Making the ocean hostile to life
Higher levels of greenhouse gases from burning fossil fuels aren’t just warming the atmosphere. They’re also making the oceans more acidic at an unprecedented pace—and threatening sea life. A new review of geologic records shows that seas are acidifying faster than at any time in the past 300 million years, a period that encompasses four mass extinctions, reports. “What we’re doing today really stands out,’’ says Columbia University paleoceanographer Bärbel Hönisch. Over the past 100 years, as the oceans have absorbed higher levels of CO2, their acidity has risen by 30 percent. Acidification is happening 10 times faster now than it did 56 million years ago, when a mysterious spike in CO2 caused a massive extinction, as acidic water ate away the shells of plankton. The current pace of change could lead to acid levels that would likely destroy “organisms we care about,” Hönisch says, including coral reefs, oysters, mussels, and salmon. It may already be too late to prevent major die-offs. In terms of predicting what will happen to marine ecosystems, Hönisch says, “we are entering an unknown territory.”

The Iceman had heart disease
Living the simple outdoor life didn’t protect prehistoric man from some very familiar medical problems. The newly sequenced genome of a 5,300-year-old mummified body found frozen in the Italian Alps has revealed lactose intolerance and heart disease. Since hikers discovered the Tyrolean Iceman in 1991, researchers have determined that he had bad knees, sore joints, and cavities when he was killed by an arrow at the age of about 46. Now, an analysis of the Iceman’s nuclear DNA shows that he had brown eyes, brown hair, and type O blood, and that he carried Lyme disease—the first known case. His inability to digest milk products was probably the genetic norm then, since people during his time were only beginning to farm. The genetic evidence of hardening of the arteries suggests that if he hadn’t been shot, he “might have had a heart attack soon after,” anthropologist Albert Zink of the European Academy of Research tells The New York Times. Scientists often blame modern heart disease on rich food and little exercise, but the Iceman “wasn’t obese” and “was very active,” Zink says, suggesting that the genetic roots of heart disease are deeper than previously thought.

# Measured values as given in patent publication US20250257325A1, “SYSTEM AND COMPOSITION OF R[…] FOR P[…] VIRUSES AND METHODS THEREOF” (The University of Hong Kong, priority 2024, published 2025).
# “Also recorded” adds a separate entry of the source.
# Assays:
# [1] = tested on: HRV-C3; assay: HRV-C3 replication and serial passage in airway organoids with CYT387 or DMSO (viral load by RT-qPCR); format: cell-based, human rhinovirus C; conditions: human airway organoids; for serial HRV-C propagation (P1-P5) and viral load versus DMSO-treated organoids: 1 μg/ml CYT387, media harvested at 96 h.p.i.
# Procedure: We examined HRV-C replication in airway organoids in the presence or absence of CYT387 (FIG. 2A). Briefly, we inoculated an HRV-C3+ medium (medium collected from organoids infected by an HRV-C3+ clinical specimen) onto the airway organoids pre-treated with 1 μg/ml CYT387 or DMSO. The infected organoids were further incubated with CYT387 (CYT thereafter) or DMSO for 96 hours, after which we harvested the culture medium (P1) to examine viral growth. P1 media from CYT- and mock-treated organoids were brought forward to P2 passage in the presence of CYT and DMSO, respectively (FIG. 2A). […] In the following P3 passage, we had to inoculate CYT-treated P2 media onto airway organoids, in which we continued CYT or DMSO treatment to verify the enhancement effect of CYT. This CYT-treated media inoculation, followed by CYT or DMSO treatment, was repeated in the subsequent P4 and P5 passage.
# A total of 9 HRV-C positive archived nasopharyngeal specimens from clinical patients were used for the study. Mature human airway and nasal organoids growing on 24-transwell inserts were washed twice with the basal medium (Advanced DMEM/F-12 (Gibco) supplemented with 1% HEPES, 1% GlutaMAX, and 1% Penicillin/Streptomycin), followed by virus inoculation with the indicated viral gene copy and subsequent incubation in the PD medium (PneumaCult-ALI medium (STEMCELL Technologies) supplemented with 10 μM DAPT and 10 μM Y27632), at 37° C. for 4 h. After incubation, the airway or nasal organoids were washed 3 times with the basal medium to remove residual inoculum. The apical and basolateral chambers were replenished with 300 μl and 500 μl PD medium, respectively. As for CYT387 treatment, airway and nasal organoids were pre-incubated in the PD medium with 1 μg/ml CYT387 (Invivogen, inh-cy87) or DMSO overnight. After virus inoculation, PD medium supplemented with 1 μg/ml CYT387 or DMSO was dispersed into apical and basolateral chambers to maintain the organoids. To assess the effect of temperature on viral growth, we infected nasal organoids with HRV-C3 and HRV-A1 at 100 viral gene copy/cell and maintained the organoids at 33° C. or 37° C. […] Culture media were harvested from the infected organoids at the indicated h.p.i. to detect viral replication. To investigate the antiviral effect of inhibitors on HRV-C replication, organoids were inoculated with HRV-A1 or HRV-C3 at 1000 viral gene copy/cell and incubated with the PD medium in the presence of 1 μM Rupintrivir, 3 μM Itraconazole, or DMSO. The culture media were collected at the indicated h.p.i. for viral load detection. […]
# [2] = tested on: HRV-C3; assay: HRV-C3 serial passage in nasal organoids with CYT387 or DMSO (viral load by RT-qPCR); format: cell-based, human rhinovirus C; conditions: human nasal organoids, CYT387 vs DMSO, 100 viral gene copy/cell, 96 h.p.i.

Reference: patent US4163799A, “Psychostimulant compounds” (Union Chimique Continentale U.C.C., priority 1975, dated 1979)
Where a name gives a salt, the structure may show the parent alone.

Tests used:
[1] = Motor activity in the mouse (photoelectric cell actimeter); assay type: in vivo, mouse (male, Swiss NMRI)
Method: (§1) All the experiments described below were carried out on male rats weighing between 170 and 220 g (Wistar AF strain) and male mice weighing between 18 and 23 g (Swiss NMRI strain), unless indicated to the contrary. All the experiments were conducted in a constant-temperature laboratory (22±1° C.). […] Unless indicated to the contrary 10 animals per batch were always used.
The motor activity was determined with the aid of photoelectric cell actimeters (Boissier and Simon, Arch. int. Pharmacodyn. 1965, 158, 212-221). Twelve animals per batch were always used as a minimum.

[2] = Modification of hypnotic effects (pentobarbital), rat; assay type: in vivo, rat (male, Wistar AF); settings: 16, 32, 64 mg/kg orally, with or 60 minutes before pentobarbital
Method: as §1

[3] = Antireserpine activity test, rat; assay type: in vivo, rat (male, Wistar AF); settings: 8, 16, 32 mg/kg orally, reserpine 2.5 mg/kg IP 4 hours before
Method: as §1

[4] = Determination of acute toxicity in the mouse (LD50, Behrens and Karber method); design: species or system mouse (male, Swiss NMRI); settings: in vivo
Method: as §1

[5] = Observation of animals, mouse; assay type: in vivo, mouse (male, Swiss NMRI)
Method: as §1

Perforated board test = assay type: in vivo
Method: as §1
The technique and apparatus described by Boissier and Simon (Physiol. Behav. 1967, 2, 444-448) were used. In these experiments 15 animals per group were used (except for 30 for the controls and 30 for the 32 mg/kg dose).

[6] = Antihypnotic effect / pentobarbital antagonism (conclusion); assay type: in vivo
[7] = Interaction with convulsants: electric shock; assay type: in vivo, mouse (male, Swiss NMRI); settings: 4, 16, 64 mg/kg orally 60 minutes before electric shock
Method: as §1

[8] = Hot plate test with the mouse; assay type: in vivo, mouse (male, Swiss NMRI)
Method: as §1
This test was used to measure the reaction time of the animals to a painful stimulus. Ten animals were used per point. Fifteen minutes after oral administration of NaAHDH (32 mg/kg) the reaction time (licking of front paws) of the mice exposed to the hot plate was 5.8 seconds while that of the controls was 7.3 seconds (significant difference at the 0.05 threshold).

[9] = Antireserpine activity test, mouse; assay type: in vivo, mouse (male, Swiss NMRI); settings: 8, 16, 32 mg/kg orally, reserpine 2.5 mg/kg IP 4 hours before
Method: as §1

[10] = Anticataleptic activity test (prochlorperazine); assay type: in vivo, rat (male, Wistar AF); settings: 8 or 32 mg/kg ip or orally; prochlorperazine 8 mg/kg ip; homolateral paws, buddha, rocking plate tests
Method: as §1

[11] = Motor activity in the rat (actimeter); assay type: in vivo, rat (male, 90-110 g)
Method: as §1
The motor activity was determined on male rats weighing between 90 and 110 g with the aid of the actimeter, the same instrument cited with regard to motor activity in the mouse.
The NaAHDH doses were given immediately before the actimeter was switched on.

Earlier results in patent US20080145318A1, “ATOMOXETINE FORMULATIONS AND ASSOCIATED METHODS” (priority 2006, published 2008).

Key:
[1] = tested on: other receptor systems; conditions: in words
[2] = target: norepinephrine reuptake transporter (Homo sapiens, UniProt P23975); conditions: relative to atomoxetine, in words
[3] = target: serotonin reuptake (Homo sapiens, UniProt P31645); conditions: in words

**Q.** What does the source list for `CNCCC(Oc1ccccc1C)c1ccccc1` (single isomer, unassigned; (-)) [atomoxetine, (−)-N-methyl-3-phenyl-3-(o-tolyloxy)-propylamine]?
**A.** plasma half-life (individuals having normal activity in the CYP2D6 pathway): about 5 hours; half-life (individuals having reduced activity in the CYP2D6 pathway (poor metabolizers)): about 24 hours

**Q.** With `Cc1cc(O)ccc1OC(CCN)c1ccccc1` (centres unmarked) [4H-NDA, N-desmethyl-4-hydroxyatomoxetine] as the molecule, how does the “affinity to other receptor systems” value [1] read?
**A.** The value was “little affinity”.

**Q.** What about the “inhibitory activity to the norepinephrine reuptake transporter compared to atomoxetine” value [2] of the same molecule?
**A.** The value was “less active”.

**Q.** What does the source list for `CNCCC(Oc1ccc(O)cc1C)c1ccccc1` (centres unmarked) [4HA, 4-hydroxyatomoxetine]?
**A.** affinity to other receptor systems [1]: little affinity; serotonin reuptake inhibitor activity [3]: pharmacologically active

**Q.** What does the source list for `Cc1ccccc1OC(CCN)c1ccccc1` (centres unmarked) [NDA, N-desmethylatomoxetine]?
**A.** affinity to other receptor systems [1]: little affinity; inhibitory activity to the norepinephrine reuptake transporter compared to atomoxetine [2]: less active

Antarctica’s alien invaders
Scientists and tourists visiting Antarctica are unwittingly bringing with them thousands of invasive plant seeds that could threaten the continent’s unique ecosystem, a new study shows. After vacuuming the luggage and outerwear of a sample of the more than 40,000 people who set foot in Antarctica annually, researchers estimated that 71,000 seeds are likely arriving every year. Many of the hitchhiking seeds come from the Arctic and other cold climates—where visitors last wore their warm gear—and are able to establish themselves in Antarctica. And climate change is warming the Antarctic Peninsula faster than almost any place else on the planet, making it more vulnerable to foreign pests that previously couldn’t thrive there. Plants such as Iceland poppies and annual bluegrass, a common weed in the U.S., have recently taken root there, and if visitors fail to improve their “biosecurity measures,” then “rats, sparrows,” and other aggressive species could soon follow, study author Steven L. Chown of Stellenbosch University in South Africa tells “In the long term,” says New Zealand ecologist Philip Hulme, “it’s going to be a big problem.”

Why women seek conflict
Men who say that their wives or girlfriends deliberately pick fights may be on to something. A new study shows that in romantic relationships, men feel best when they can tell that their significant others are happy; women, on the other hand, are most content when their partners are upset or agitated, because the intensity of their emotions shows they’re invested in the relationship. Researchers videotaped 156 married and unmarried couples discussing recent episodes that had upset them; then they had the couples watch the tape and answer questions about how they felt at different points. They discovered that “women tend to want to engage around conflict,” Massachusetts General Hospital psychologist Shiri Cohen tells That’s because women feel most connected when they can tell that their partners are distressed—or when the men understand that the women are suffering. Men, on the other hand, find conflict threatening, and feel best about their relationships when their partners are in a good mood. How can both styles hope to peacefully coexist? “The more men and women try to be empathetic to their partner’s feelings,” Cohen says, “the happier they are.” That means that women have to accept men when they’re blithely content, while men must be willing to deal with women’s occasional need to be unhappy.